Say for example it is some time during the day. The sun has been shining on both the land 10 and lake 12 for a number hours, providing heat energy to them both. However, the lake 12 will typically have a higher heat capacity than the land 10, and so the land 10 will experience a greater increase in temperature than the lake 12 for a given input of heat energy (Referring to FIG. 3, T2>T1). This in turn means that the air over the land 10 will become hotter than that over the lake 12, and therefore less dense. The less-dense hot air over the land 10 will then rise (i.e. in the direction out of the page in FIG. 3), creating a lower pressure region which pulls cold air inland from the colder, denser region over the lake 12. Thus a land-lake breeze is generated in the direction from the lake 12 to the land, marked v1 in FIG. 3. During the night, the land cools faster than the sea and so the direction of the lake-land breeze is reversed.

Thus if the gorge opens onto the lake, ideally opening out at roughly a normal to the lake's main shoreline, then the land-lake breezes generated by the interface between the lake 12 and land 10 will flow through the gorge 11. The land-lake breeze may of course be supplemented by winds generated by other weather systems generally present in the wider region. All or any such winds can be harnessed to generate energy.

At least some of the wind across the shores of the land mass portions 10a and 10b bounding the gorge 11 will be funnelled through the gorge. According to the reasoning given above, this means the wind flowing in the gorge 11 will travel at a speed v2 which is about a factor A1/A2 greater than the prevailing wind speed v1 (or at least that order of magnitude), where A2 is the area of the gorge's opening and A1 is the area from which the incident wind is funnelled.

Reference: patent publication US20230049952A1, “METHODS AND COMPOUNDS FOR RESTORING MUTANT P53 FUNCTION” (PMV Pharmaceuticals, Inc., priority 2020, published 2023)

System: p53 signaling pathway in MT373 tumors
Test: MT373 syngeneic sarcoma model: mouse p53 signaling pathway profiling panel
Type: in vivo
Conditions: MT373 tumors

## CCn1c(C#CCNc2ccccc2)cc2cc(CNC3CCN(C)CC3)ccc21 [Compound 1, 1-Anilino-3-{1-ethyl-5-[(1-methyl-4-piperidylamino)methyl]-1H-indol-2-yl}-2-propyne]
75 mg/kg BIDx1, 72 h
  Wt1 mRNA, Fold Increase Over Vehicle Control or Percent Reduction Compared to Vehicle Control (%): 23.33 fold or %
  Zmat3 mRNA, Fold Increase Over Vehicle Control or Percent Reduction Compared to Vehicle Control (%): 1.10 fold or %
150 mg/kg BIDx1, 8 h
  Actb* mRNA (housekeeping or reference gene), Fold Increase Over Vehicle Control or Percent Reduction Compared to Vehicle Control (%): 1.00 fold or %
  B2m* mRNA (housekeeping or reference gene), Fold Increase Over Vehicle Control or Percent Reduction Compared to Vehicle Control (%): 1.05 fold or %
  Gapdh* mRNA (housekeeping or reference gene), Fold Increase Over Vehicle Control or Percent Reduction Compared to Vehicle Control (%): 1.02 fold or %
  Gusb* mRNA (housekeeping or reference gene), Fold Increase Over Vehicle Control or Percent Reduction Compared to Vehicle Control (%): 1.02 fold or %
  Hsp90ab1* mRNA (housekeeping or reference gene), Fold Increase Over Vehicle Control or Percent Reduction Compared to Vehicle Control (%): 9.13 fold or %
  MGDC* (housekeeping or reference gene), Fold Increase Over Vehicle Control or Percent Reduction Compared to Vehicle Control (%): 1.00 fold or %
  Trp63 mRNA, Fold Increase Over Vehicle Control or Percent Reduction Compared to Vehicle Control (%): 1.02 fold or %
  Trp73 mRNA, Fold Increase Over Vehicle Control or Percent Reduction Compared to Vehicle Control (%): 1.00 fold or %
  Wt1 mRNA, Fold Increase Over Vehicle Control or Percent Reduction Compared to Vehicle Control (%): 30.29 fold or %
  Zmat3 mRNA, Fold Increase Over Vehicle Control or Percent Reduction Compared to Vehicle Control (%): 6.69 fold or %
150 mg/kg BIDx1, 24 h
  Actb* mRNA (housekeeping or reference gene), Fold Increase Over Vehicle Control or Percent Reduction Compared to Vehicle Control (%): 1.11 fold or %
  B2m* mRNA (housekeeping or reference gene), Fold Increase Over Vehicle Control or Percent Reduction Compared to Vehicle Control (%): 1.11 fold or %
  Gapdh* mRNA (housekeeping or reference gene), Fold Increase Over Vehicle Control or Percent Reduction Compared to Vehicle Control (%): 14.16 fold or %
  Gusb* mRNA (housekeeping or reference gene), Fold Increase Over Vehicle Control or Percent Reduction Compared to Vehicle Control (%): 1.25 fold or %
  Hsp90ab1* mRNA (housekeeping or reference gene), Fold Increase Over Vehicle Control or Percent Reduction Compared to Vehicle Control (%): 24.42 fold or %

Thus the wind can be harvested by locating a wind turbine 2 within the gorge, preferably with its axis approximately aligned with the opening. Furthermore, the location of a turbine 2 in the gorge 11 provides a unique opportunity for further funnelling the wind flowing in the gorge 11 through an even smaller area in order to increase its speed even further. That is, the same opposing faces of the gorge 11 that facilitate the funnelling of wind can themselves also be used to support a large wind-collecting barrier 14. The barrier 14 is constructed so as to be anchored to the sides of the gorge 11 by any suitable supporting members such as cables, lines, pins, piles, braces, girders, struts, joists, columns, etc.; and has an aperture of area A3 made through the barrier 14. Thus the wind travelling at speed v2 over area A2 in the gorge 11 is forced through an even smaller area A3. According to the reasoning given above, the speed V3 of the air travelling through the turbine then becomes approximately: